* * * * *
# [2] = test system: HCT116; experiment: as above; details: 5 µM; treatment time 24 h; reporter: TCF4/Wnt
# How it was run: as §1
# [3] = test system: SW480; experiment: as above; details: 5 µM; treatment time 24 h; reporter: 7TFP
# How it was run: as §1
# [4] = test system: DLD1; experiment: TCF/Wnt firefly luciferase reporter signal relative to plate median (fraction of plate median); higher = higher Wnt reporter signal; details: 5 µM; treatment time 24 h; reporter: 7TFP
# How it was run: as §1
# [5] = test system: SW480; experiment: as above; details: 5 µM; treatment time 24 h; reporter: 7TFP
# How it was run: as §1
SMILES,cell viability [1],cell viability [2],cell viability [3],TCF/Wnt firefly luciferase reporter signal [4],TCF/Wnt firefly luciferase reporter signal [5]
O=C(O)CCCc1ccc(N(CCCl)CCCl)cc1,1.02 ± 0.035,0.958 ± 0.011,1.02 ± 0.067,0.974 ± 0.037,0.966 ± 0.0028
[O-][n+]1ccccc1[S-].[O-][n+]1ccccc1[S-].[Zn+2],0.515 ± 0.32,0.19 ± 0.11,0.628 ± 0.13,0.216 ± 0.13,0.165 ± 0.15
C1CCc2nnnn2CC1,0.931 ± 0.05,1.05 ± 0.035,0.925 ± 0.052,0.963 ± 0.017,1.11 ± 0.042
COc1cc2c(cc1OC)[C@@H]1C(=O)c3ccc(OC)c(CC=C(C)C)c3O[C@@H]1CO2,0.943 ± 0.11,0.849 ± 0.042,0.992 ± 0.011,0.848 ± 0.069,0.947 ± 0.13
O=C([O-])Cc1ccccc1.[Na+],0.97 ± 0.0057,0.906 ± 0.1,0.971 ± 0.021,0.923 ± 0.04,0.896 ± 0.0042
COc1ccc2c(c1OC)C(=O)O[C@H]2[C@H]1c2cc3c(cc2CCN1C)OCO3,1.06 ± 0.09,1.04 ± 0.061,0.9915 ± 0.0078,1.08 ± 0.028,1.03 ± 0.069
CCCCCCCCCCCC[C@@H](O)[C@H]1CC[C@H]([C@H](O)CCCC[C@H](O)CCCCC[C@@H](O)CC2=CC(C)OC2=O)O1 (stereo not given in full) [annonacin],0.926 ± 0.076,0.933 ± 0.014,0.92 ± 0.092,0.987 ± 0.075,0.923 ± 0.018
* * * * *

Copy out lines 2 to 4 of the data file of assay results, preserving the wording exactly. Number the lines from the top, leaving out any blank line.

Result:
# How it was run: as §1
# [3] = test system: SW480; experiment: as above; details: 5 µM; treatment time 24 h; reporter: 7TFP
# How it was run: as §1